Canberra Raiders head coach Ricky Stuart has taken one final swing at his club's critics after their elimination form the NRL finals race, suggesting no one expected his side to be there.

The Raiders, who finished the regular season with a horrendous for and against of more than negative 100, still found their way into the finals despite a dismal finish to the regular season.

Widely viewed as cannon fodder on Sunday afternoon, the Raiders put up a dramatic fight against the Newcastle Knights, who had the backing of their third straight sell out crowd at home in the Hunter.

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Canberra would head into halftime well ahead in the game, but the second half turned sour, only for the green machine to fight back again and force extra time, before a controversial penalty to the Knights got them over the line in a thriller.

The Knights will now head across the Tasman to take on the New Zealand Warriors in next Saturday's semi-final, but it was Stuart in his post-game press conference who said what the Raiders had shown during the elimination final was within the club DNA.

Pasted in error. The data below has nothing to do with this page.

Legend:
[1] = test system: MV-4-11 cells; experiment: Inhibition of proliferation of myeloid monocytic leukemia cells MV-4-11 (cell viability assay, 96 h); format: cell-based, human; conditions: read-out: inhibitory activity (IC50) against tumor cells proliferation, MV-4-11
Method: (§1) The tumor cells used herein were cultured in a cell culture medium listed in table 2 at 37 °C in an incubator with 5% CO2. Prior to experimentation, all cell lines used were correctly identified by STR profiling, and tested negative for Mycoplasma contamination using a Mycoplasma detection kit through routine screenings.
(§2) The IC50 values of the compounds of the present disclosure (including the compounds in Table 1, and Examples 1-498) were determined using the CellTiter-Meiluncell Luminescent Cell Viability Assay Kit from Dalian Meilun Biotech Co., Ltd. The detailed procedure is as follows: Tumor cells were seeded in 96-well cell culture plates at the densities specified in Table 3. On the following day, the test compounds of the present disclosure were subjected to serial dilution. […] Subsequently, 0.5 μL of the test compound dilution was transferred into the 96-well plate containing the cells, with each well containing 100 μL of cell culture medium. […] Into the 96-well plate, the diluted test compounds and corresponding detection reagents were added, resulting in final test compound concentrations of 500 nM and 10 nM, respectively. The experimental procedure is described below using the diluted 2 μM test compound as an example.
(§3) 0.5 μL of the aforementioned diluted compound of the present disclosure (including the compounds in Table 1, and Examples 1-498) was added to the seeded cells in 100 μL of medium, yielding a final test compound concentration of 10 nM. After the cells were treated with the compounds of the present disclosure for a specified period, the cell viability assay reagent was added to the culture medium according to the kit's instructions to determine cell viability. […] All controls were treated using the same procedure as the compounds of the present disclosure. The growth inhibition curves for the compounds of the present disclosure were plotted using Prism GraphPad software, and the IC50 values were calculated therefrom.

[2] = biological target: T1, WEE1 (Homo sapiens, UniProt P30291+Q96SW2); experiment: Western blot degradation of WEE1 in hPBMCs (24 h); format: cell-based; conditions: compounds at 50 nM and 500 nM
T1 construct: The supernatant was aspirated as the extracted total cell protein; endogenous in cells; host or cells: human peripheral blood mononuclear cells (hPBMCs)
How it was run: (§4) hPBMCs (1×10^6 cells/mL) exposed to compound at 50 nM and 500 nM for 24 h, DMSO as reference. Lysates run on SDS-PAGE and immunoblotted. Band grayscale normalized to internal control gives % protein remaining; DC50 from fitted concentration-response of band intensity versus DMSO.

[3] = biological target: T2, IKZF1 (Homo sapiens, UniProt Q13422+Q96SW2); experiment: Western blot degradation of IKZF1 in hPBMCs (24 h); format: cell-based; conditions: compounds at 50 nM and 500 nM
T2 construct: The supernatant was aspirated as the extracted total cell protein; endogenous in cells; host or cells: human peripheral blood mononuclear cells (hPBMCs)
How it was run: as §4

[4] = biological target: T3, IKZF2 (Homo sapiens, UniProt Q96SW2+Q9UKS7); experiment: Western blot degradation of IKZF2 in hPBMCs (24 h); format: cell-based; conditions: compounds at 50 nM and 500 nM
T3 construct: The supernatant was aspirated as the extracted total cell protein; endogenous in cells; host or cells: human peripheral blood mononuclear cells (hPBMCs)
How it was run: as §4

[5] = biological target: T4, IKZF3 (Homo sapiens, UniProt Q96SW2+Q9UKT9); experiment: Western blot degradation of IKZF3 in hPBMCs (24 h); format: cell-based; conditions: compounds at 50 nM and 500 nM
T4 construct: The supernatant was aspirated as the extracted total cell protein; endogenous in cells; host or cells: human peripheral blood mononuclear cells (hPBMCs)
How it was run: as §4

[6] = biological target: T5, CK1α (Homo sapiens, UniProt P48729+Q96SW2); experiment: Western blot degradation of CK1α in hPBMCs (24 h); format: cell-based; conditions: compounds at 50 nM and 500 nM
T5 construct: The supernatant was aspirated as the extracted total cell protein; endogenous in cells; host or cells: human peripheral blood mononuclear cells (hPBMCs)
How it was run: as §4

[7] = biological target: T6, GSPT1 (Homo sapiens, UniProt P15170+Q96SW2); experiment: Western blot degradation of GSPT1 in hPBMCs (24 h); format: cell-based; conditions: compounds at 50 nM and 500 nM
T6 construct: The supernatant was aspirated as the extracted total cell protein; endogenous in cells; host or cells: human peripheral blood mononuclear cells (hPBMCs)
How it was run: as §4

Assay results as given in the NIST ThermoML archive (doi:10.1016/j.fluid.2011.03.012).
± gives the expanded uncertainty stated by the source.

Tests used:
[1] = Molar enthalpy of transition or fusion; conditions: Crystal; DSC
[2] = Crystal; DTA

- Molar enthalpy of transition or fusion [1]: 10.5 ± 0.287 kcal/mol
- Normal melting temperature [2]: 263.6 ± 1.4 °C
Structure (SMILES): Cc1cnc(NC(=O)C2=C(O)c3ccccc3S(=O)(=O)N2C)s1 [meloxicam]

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He also took a swing at the media for not reporting on the fact they had a number of key players out.

“The performance wasn't what everybody expected, it wasn't what you guys expected, it wasn't what anybody expected outside the club,” Stuart said.

“That's the Raiders DNA, what you are seeing there tonight. That's why we are a top eight side, unlucky not to be in the top four, but not according to so many people.

“I said throughout the week, you wouldn't have thought we were playing semi final football.. I was so proud tonight.

“You wouldn't know that we had two Origin players out and an international player but you probably would have heard about it if it was another club.

“We don't talk about it, we just worry about the next bloke up … I was so proud of their efforts in a difficult environment.”

The loss will have its fair share of talking points, with one to continue into the week. South Sydney Rabbitohs recruit Jack Wighton could start his stint at Redfern with a suspension after he was referred directly to the judiciary for allegedly biting the arm of Tyson Gamble.

The final penalty allowing Kalyn Ponga to kick a penalty goal to take the Knights to victory will also be questioned.

Canberra turned Sunday's game - which was widely expected to be one-way traffic - into a thriller despite the adversity they faced, but now drop out of the finals race and will have plenty to improve on next year.

The side are still yet to make a signing who will replace Wighton, and their for and against this year indicates they were well short of competing with the big guns at various stages.